Volunteer organizations are a great way to get plugged into your community and engage with a cause.
Facebook offers an endless selection of real estate, business and professional groups. Find a few that truly interest you, and let the connections develop organically.
“Growth needs to be organic, but it can be pushed along with a plan,” said Kim Ward Basco, owner of River Valley Real Estate, Lambertville, New Jersey.
Always be true to yourself and engage authentically.
Many agents swear by professional coaching either by a one-on-one locally, using a tele-coach or through systems such as Mike Ferry, Brian Buffini, and Tim and Julie Harris.
The coaching fees can add up fast, but working with an accountability partner can save the day especially when you are in sales. Having someone there to keep you on track, focused and action oriented can be priceless.
Nate Ryan said, “The business can be a physical and mental roller coaster. A coach will help you focus on the plan and execute the plan.”
9. Mine FSBOs and expired listings
Some agents have built their business around calling for sale by owners (FSBOs) and expired listings. These are potentially excellent sources of business if you do it right.
Watch out for the “do not call” list, and be fully prepared with your script.
Here’s an informative article written by Teke Wiggin, Inman staff writer, on how to work this pool of prospects.
10. Watch webinars, videos and read books
There’s a ton of useful information regarding real estate on YouTube, real estate-related websites and plenty of books to read.
Here are some classic books to put on your list right away:
- The Millionaire Real Estate Agent by Dave Jenks, Gary W. Keller and Jay Papasan
- The E Myth by Michael Gerber
- How to Master the Art of Selling by Tom Hopkins
It’s important to run your real estate career as a business and develop your entrepreneurial acumen. Researching a variety of sources will shed valuable insights, inspiration and ideas for you to implement along the way.
11. Develop skills
Once you have some the basics down, it’s time to practice.
What do you say when the seller asks you to cut your commission? How do you explain the details of the inspection contingency?
Scott Dickerson, an agent with Evelo Team at Keller Williams, Indianapolis, agrees that the more people you engage with, the better practice you will have with these important topics.
He said, “FSBOs, expireds, open houses, door knock, sphere of influence. Have as many real estate conversations as you can.
“Ask for referrals and appointments. Practice your scripts.”
12. Write handwritten notes
It’s amazing what goodwill a small gesture, such as a handwritten note, can create. The core of your business is all about the relationships that you cultivate.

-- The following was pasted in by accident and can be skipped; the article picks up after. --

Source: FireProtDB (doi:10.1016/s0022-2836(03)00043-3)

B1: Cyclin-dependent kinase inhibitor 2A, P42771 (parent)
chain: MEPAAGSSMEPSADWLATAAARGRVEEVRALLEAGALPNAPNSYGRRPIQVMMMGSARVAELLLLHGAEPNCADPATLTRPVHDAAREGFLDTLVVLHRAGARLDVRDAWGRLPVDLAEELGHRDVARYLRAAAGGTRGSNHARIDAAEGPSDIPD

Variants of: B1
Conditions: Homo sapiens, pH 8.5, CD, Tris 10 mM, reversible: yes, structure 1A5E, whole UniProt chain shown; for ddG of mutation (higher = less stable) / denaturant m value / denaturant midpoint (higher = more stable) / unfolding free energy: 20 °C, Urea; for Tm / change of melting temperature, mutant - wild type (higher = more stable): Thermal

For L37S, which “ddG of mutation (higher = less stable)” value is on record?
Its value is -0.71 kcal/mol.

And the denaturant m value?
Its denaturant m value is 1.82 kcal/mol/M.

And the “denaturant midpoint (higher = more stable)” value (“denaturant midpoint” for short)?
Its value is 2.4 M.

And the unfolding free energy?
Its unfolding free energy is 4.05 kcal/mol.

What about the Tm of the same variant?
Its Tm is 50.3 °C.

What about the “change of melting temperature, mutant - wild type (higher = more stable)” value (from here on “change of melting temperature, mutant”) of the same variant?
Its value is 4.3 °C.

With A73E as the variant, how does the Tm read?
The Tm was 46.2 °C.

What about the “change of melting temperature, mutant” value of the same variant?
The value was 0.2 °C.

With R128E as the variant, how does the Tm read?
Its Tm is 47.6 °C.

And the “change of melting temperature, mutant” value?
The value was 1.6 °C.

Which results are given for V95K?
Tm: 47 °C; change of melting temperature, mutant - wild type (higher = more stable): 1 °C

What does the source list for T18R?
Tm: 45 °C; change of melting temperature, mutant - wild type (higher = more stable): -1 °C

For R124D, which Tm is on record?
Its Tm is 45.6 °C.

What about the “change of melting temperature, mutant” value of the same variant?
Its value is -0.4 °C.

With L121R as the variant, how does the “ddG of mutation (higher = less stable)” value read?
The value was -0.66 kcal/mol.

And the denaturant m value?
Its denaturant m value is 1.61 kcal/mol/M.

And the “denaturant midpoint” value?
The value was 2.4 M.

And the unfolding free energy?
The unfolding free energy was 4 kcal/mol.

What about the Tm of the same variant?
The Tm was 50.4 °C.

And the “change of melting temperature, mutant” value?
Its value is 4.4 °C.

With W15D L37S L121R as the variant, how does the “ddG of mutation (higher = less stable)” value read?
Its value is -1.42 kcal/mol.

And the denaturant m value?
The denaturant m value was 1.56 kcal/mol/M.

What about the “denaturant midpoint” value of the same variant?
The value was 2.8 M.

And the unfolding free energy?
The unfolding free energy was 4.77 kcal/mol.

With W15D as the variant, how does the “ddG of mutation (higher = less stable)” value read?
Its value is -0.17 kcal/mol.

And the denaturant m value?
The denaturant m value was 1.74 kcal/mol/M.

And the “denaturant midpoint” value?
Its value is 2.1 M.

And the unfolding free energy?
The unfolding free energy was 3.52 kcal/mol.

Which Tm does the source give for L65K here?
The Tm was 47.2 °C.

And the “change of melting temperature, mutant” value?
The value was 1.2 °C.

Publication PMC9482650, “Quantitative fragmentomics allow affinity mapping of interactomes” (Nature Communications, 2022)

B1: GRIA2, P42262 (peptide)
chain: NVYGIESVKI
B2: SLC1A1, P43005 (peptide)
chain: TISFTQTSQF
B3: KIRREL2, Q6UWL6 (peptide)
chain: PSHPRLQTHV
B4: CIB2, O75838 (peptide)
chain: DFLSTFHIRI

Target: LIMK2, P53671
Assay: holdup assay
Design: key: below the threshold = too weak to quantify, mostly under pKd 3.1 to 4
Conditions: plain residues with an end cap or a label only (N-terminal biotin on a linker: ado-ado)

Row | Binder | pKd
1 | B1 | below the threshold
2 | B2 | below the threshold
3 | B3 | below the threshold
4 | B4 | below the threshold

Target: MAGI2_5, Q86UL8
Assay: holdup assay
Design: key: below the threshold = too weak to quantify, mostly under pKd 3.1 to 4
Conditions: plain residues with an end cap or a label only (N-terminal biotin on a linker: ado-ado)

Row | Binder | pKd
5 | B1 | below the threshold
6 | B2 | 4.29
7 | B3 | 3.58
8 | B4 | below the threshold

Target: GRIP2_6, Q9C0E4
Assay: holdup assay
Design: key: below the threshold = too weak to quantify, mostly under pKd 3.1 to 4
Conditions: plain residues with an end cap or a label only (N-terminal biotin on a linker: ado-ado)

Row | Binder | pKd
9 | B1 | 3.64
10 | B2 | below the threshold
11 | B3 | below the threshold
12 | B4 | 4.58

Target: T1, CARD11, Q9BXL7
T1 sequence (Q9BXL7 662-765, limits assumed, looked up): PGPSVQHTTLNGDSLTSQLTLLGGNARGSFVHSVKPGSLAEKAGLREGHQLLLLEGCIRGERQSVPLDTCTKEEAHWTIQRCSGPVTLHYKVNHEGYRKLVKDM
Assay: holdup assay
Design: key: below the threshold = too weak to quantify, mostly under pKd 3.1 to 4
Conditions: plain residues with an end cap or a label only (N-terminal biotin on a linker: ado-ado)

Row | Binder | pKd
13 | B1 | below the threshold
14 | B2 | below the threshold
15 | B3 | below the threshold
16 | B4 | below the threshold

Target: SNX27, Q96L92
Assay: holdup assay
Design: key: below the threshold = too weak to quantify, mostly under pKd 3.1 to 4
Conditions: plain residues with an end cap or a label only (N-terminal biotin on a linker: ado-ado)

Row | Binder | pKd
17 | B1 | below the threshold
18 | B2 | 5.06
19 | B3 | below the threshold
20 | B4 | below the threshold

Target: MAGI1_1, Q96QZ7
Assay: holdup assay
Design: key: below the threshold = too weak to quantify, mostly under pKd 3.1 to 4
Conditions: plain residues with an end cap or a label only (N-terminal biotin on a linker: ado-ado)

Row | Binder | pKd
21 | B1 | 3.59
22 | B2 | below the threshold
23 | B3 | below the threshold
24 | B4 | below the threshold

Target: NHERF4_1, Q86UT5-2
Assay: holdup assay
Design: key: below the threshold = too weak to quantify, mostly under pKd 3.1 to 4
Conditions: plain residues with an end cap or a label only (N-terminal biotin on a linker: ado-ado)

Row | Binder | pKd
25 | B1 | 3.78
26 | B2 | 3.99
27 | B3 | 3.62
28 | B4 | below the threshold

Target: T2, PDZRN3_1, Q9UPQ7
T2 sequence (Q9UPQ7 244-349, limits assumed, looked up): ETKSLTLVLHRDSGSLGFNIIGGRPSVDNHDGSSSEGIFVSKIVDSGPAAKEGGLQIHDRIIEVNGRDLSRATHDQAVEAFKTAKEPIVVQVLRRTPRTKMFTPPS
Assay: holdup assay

Practice listening to people when they speak. Really listen to them, and connect. Follow up on the conversation with a handwritten note, and create a lasting impression.
13. Follow up, and use your CRM
What good is all that output of time and energy if you don’t have a system for following up?
This is a make-it-or-break-it strategy, tool and mindset that must be implemented day 1.
Your contact relationship system (CRM) is priceless and will keep track of the people you meet with little notes such as, “Fluffy, three-bedroom, moving here next year, $2 million,” so that you can stay in touch with them.
Agents who master their CRM are golden — period.
Developing a system for follow-up does take time to learn, but once it is established, it will run itself. That is the intention behind systems. Implement them once, and simplify the process.
14. Utilize floor time
Most offices offer some form of floor time. This is where buyers and sellers stop by or call into the office looking for real estate information.
A newbie has an opportunity to turn this prospect into a solid client with the right business rapport.
15. Create a digital presence
One of the most important tasks to address right away is your digital presentation.
Double check your profiles on LinkedIn, Facebook, Google Plus, Snapchat, Instagram and anywhere else you have one. Clean them up, fill them in and make them consistent and professional.
“Complete your online profiles. Before the end of the day. You can’t prospect until you do this,” said Leslie Ebersole, broker at Baird and Warner, St. Charles, Illinois.
Our current and future clients are checking us out and following us online, so make sure you are presenting yourself in a professional light.
At the end of the day, the best game plan includes the tried-and-true basics. They are always the best place to start.
“There is no reason to try and reinvent the wheel; the plan to success has been well-paved by those before you,” said Brandon Doyle, Realtor with Re/Max Results, Maple Grove, Minnesota.
Get involved, take action, implement your plan, and enjoy the process! Good luck!